Age (years)
>40  964  901 (93.5)  1.23 (0.36–4.09)  0.741     
≤40  38  35 (92.1)  1.0  –     
Treatment period genotype 1
12 weeks  312  299 (95.8)  1.0  –  1.0   
24 weeks  104  103 (99.1)  8.04 (1.10–58.54)  0.040  8.17 (1.12–59.46)  0.038 
606  574 (94.7)  1.69 (1.01–2.85)  0.047  1.43 (0.84–2.43)  0.184 
60  55 (91.7)  1.04 (0.39–2.85)  0.940  1.01 (0.37–2.73)  0.990 
336  307 (91.4)  1.0    1.0   
Degree of fibrosis
F2  127  117 (92.1)  1.0  –     
F3  229  210 (91.7)  0.94 (0.42–2.09)  0.889     
F4  550  517 (93.9)  1.34 (0.64–2.79)  0.437     
No assessment of fibrosis  96           
Previous treatment
Yes  500  463 (92.6)  1.0  –     
No  502  473 (94.2)  1.30 (0.79–2.15)  0.302     
Pre-treatment viral load (IU/mL)
<600,000  416  391 (94.0)  1.07 (0.63–1.83)  0.792     
≥600,000  529  495 (93.6)  1.0  –     

SVR, sustained virological response; OR, odds ratio; 95% CI, confidence interval 95%.

Among those infected with genotype 1, a 24-week regimen showed a SVR rate significantly higher (92.7%) than in those treated for 12 weeks (99.1%) [p = 0.040]. Regarding genotypes, the SVR rates were 94.7%, 91.7%, and 91.4% for genotypes 1, 2 and 3, respectively (p = 0.047) (Table 3).

After adjusting for sex, length of treatment and genotype in the multivariate analysis, genotype 1 was no longer associated with higher SRV rate (p = 0.184) (Table 3).

There was no statistically significant difference in SVR according to the different degrees of fibrosis, as well as the pre-treatment viral load (Table 3).

Of the 62 transplanted patients, SVR was obtained in 59 (95.1%), and of the 70 patients coinfected with HIV, 68 (97.1%) obtained SVR.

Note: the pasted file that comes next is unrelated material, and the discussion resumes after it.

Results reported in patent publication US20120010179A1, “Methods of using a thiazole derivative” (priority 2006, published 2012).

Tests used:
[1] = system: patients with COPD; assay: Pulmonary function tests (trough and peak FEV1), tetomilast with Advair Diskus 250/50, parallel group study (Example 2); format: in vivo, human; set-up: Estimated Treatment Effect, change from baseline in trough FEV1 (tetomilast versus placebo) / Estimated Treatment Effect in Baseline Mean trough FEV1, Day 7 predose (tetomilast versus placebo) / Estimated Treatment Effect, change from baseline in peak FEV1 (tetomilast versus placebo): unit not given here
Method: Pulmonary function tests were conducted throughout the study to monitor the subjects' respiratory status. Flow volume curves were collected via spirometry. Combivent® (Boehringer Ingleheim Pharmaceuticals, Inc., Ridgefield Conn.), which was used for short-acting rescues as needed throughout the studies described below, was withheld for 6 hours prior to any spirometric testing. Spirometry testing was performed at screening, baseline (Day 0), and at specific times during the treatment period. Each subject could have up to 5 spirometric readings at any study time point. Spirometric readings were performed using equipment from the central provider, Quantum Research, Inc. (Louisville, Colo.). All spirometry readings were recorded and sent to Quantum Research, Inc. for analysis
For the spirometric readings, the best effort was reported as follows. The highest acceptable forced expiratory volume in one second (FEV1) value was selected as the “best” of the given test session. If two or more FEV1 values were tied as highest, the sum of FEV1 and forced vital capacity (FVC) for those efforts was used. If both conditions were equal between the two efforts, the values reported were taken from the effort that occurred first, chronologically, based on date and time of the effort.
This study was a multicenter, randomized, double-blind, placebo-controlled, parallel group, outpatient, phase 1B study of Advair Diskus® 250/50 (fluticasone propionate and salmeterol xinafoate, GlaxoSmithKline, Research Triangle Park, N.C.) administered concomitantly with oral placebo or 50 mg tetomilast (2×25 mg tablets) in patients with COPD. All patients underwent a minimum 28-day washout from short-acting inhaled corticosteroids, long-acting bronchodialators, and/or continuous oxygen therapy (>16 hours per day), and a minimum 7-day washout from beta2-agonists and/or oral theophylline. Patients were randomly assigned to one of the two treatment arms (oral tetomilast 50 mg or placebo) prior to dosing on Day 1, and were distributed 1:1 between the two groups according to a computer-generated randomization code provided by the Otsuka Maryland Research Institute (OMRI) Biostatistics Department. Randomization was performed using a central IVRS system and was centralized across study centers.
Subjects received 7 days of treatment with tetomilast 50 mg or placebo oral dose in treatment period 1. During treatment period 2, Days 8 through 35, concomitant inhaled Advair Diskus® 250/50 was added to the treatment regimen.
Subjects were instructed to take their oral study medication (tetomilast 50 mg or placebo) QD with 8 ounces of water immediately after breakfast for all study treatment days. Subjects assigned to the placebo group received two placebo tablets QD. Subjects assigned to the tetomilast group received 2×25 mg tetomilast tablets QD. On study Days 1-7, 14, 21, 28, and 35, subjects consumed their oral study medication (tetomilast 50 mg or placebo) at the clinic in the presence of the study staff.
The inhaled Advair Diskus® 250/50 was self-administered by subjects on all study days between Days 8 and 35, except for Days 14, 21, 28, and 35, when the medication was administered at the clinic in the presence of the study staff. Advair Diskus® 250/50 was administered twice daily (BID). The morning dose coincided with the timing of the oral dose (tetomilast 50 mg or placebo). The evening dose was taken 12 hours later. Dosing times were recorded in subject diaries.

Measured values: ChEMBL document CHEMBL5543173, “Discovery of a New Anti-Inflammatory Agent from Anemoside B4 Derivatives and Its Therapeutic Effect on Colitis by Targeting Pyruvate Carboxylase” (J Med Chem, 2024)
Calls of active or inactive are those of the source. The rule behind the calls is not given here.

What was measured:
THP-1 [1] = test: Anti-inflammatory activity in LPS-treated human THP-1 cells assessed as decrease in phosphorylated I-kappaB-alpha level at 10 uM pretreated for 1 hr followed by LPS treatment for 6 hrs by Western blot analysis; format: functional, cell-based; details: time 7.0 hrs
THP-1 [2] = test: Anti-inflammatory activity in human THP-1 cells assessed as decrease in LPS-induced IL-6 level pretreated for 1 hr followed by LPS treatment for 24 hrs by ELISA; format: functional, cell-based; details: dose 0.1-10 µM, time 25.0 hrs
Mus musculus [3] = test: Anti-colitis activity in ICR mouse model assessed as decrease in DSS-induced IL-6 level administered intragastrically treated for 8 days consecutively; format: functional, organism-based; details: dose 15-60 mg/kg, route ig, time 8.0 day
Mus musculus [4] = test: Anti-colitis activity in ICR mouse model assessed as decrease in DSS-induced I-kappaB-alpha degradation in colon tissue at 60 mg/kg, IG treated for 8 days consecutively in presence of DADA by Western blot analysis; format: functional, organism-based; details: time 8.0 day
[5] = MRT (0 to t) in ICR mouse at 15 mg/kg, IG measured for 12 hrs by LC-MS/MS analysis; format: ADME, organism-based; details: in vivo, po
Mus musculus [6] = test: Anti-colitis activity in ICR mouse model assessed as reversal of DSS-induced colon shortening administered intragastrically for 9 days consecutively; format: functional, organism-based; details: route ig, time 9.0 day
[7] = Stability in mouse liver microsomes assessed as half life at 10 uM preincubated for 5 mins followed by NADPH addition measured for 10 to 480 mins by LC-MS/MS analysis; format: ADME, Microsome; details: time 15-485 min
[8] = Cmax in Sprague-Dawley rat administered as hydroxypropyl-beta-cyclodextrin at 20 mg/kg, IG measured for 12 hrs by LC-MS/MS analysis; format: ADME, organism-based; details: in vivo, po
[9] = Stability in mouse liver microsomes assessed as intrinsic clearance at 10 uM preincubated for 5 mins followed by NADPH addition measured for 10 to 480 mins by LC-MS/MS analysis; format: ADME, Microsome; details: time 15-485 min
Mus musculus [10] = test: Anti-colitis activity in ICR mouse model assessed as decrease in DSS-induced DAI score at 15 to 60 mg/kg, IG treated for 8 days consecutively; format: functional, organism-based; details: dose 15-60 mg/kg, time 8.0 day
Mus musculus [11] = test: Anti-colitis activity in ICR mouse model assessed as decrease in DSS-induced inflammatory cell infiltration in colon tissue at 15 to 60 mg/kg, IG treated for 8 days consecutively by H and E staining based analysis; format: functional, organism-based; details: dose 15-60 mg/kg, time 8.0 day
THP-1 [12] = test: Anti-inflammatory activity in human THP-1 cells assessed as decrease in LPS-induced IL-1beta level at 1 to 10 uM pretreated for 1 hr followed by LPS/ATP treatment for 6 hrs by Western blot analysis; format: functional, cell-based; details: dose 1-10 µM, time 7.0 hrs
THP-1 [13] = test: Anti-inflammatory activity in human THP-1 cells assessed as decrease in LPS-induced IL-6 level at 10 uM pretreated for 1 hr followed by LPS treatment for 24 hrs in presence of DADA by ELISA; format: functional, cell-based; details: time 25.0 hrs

SVR was analyzed according to the different treatment regimens, genotypes (1, 2 or 3) and presence of cirrhosis or not (Table 4). There was no statistically significant difference when considering the different genotypes, the different therapeutic regimens or the presence of cirrhosis.

Table 4.

SVR rates according to different therapeutic regimens, genotypes and presence of cirrhosis.

Therapeutic regimens  General
n/N (%) 
n/N (%) 
n/N (%) 
Genotype 1        0.8415 
SOF/DAC  179/183 (97.8)  74/76 (97.4)  105/107 (98.1)   
SOF/DAC/RIB  223/233 (95.7)  136/143 (95.1)  87/90 (96.6)   
SOF/SIM  137/155 (88.4)  51/58 (87.9)  86/97 (88.6)   
SOF/SIM/RIB  35/35 (100.0)  24/24 (100.0)  11/11 (100.0)   
Total  574/606 (94.7)  285/301 (94.7)  289/305 (94.7)   
Genotype 2        0.125 
SOF/RIB  55/60 (91.7)  26/28 (92.9)  29/32 (90.6)   
Genotype 3        0.3516 
PEG/RIB/SOF  28/31 (90.3)  20/22 (90.9)  8/9 (88.8)   
SOF/DAC  87/103 (84.5)  36/41 (87.8)  51/62 (82.3)   
SOF/DAC/RIB  192/202 (95.0)  150/158 (94.9)  42/44 (95.4)   
Total  307/336 (91.4)  206/221 (93.2)  101/115 (87.8)   

PEG, pegylated interferon; RIB, ribavirin; SOF, sofosbuvir; DAC, daclatasvir; SIM, simeprevir.